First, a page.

“Dear Bellatrix, who likes to play with her food before she eats it,” Dumbledore says, referring to her penchant for torturing her victims before killing. The script for “Harry Potter and the Half-Blood Prince” refers to her as a “mad child.” After being imprisoned during a woman’s “peak years,” Bellatrix exists simultaneously in the before and after, scrambling the usual categories that separate a woman from a girl.
Women are used to being infantilized; we’re assumed to be juvenile, then patronized and underestimated as a result. Bellatrix takes this gendered stereotype to its monstrous extreme, becoming part-girl, part-hag, who will giggle like a giddy schoolgirl as she inflicts unbearable pain onto her victims. She collapses the space between what men desire and what they fear, the appealing young girl and the undesirable old woman, leaving her allies and enemies torn between desire and horror.
“She can be scary, definitely kids are scared of her,” Bonham Carter said when describing the character. “But also has a part of her that they wouldn’t mind being her, in the sense that she’s really naughty, she gets away with everything ... She’s very liberated. It was really fun to play her because she is just completely abandoned. I just let go, really.”
Because of her traditionally feminine attributes, as a reader I sometimes found myself empathizing with Bellatrix. She is known among magical circles, for example, for being a bit on the batty side, as psychopathic Death Eaters ― and powerful women ― can be. Despite being one of the most powerful wielders of Dark Magic in the “Harry Potter” universe, she is still constantly undermined and overlooked by her fellow Death Eaters, written off as a hysterical woman. Bellatrix plays up her unhinged persona, again contorting a weakness into something so fearful it becomes a strength.
The most glaring example transpires when Bellatrix desperately tries to warn her fellow Death Eaters not to trust Severus Snape, believing him to be loyal to Dumbledore over Voldemort. Of course, she’s right, as Snape reveals only after Bellatrix is dead. If heeded, her intuition could have uprooted the entire course of the story, though instead she’s just laughed off.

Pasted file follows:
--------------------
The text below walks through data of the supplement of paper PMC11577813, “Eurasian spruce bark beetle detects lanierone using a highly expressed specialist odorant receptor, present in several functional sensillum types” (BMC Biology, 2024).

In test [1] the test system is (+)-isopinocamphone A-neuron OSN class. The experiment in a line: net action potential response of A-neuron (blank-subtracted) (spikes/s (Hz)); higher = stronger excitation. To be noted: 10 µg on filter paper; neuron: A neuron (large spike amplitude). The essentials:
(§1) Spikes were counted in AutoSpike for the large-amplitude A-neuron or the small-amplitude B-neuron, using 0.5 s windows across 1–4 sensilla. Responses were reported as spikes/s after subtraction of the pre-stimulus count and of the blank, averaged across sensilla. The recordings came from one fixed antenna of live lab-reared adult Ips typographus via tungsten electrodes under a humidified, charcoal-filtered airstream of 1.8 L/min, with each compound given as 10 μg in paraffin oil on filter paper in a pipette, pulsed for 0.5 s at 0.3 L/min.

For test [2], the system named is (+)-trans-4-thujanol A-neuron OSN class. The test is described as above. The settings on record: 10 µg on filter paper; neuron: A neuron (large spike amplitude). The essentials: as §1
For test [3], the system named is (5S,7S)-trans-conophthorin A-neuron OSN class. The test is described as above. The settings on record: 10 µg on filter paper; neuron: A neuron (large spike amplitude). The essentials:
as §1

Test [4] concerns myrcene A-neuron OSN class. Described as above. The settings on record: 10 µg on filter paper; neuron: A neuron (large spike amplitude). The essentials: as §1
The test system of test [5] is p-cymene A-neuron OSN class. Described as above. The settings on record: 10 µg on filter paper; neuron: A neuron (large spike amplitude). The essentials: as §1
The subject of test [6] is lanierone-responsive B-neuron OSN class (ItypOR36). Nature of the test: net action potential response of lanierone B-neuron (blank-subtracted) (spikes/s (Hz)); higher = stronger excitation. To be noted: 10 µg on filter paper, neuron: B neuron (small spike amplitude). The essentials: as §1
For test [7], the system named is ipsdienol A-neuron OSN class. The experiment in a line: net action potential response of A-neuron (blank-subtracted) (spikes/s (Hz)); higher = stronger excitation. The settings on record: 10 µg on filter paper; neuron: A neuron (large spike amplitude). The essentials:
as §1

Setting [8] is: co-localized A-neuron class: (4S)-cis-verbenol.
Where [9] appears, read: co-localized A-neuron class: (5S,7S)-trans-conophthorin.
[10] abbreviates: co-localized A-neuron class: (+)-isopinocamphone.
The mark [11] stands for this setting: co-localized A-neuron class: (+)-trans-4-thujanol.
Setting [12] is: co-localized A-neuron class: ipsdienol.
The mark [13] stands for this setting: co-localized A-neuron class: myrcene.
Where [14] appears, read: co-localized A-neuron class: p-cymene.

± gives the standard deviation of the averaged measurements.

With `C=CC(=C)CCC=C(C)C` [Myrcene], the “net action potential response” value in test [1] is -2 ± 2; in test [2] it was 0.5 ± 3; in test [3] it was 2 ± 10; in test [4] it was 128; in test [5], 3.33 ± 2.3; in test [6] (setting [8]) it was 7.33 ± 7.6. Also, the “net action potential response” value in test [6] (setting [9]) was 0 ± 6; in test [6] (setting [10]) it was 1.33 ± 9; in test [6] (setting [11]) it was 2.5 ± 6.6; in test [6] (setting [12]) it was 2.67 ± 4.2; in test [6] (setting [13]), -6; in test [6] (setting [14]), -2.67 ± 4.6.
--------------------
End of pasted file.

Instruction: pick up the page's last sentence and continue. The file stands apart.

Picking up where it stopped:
Bellatrix is killed in the final battle at Hogwarts. Aside from Voldemort himself, she’s the last Death Eater standing. Molly Weasley eventually does the job, screaming “Not my daughter, you bitch!” as she strikes her with a fatal curse. It’s a battle between a loving mother of seven and an unruly girl-hag embroiled in an unrequited love affair with a noseless Dark Lord ― or as Molly put it, a “bitch.”
“I really enjoyed killing Bellatrix and I really enjoyed having Molly do it,” J.K. Rowling said in an interview. “You have two very different kinds of female energy there, pitted against each other.” Not surprisingly, love wins out over a bottomless lust for human suffering, and probably for the best. But Bellatrix dies with a “gloating smile” still frozen on her face, perhaps preferring death over Molly Weasley’s domestic bliss.
“She just doesn’t act the way a mother is supposed to,” Leslie Jamison writes of the evil stepmother. “That’s her fuel, and her festering heart.” Yet even a malicious stepmother has more maternal instinct in her bones than Bellatrix, who murders her own niece without hesitation.
With Bellatrix Lestrange, Rowling creates a monster whose attributes are culled from feminine tropes and stereotypes both desired and reviled. She’s the femme fatale, the hysterical woman, the mad child and the hag. Her inherent contradictions ― intelligence and flightiness, power and subservience, beauty and repulsiveness, childishness and decay ― contribute to her fearfulness.
Rarely are women, fictional or otherwise, given the space to embody paradoxical selves at once. This, in part, is what makes Bellatrix so menacing, along with her unquenchable thirst for torture, murder and Dark Arts.
From June 1 to 30, HuffPost is celebrating the 20th anniversary of the very first “Harry Potter” book by reminiscing about all things Hogwarts. Accio childhood memories.